On the UFO front, the Times could have jumped with both feet into
Disclosure Project years ago
(twitter). Greer had scores of military and intelligence officers
who were testifying to all sorts of UFO contact. But back then, the
story was verboten.
So the sources were
Sometimes, the graduation from nonsense-story to breaking news isn't
the decision of a major press outlet. The newspaper or broadcast
network takes its cue from a "higher authority."
The CIA or the Pentagon,
for example. Or from an anonymous heavy hitter who will never be
Depending on the topic of
the story, the heavy hitter could exist within the core of,
This is the "green light"
What was once a
studiously ignored piece suddenly turns into an imperative to
publish. The chosen news outlets jump into action. The green light
can also click through indirect means.
Consider the name, Jim
Semivan. He is on Tom DeLonge's team at the newly formed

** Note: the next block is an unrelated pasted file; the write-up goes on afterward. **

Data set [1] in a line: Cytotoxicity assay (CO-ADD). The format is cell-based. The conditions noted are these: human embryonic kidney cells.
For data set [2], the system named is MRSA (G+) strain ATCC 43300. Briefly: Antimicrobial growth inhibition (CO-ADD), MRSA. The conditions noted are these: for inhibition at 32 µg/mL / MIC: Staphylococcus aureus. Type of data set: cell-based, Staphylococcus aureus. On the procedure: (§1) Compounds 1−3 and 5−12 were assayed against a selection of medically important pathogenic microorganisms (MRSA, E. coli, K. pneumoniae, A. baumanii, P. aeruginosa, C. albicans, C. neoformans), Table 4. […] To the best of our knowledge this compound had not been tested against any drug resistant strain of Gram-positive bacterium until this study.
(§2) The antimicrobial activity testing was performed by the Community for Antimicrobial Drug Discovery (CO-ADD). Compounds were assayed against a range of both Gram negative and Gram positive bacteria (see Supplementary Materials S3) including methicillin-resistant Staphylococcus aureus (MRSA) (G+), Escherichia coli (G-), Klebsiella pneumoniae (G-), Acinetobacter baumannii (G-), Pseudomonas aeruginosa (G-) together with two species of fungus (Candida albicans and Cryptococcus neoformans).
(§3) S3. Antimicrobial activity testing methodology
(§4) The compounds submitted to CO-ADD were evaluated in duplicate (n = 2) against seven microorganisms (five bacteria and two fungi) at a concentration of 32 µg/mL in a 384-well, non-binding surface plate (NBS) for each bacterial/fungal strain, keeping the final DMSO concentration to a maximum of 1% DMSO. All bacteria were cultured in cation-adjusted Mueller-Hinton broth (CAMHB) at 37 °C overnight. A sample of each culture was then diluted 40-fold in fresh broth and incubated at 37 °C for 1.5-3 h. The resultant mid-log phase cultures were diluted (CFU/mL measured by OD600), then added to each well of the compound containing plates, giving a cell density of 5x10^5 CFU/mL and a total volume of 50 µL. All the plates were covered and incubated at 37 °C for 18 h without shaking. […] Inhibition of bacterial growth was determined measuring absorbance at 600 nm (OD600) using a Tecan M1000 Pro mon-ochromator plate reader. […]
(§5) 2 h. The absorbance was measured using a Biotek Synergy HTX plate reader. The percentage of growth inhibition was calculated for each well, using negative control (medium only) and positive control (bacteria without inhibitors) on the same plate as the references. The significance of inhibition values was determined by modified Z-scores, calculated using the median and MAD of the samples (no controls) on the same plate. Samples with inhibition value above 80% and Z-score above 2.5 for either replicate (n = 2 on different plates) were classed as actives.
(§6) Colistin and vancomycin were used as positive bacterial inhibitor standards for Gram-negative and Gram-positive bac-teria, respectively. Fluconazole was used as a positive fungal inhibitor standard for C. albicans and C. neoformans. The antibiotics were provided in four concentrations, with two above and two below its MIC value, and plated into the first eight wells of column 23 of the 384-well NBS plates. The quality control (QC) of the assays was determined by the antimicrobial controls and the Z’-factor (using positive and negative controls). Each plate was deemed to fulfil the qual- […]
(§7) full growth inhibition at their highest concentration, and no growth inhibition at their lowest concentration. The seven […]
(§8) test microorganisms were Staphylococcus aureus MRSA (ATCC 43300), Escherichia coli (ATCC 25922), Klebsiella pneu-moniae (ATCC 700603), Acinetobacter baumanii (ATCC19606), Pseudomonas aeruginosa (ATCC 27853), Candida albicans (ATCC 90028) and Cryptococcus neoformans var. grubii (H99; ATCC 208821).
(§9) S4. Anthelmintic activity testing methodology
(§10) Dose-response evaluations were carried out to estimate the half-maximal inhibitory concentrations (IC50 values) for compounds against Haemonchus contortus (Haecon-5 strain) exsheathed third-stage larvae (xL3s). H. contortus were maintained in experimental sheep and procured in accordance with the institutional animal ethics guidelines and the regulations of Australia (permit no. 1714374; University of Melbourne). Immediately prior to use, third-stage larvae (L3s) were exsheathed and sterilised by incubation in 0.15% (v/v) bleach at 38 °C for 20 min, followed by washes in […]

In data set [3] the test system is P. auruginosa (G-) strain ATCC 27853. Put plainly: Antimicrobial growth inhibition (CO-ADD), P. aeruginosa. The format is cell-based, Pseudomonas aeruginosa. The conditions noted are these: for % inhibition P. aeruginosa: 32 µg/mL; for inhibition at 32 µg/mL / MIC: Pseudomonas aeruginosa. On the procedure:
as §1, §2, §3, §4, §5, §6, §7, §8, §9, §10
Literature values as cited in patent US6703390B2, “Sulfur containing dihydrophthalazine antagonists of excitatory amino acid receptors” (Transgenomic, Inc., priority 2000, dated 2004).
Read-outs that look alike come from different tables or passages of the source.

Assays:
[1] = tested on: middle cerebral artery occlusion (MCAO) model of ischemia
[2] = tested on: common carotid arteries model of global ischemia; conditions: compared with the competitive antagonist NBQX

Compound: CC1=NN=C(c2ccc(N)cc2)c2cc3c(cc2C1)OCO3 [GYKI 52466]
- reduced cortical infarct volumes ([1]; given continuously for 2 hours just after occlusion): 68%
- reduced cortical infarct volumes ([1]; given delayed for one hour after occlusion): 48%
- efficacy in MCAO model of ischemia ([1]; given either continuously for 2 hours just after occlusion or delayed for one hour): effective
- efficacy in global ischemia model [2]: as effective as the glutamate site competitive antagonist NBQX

To the Stars Academy, the group
which includes Mr. Elizondo, mentioned above.
Here is a thumbnail bio
of Mr. Semivan from Simon & Schuster publishers:
"Jim retired in 2007
after a 25-year career in the Central Intelligence Agency's
National Clandestine Service.
At the time of his
retirement he was a member of the CIA's Senior Intelligence
Service. Jim served multiple overseas and domestic tours along
with senior management positions in CIA headquarters.
He is the recipient
of the Agency's Career Intelligence Medal."
Semivan's emergence in
UFO disclosure activities would alert the New York Times that
it should pay attention to any information coming out of To the
Semivan is more than a
witness or a researcher. He's a high-level man connected to
the intelligence community. If he backs up a story, it's
I'll give you a name:
Dolan is the
author of books on UFOs, and he is
a publisher in the same field.
A highly intelligent
observer, when he makes inferences from data he explains his
reasons. He possesses a formidable knowledge of UFO incidents over
the course of decades.
Major media outlets could
go to him as a direct source for articles, or as a guide who could
point them to credible stories.
But that doesn't happen.
Because Mr. Dolan could
unleash "too much information." He could open up too many cans of
worms. And he doesn't have an official position in government or
He is reliable, but not in the media sense of the word. He
could give, say, the reporters at the New York Times far more help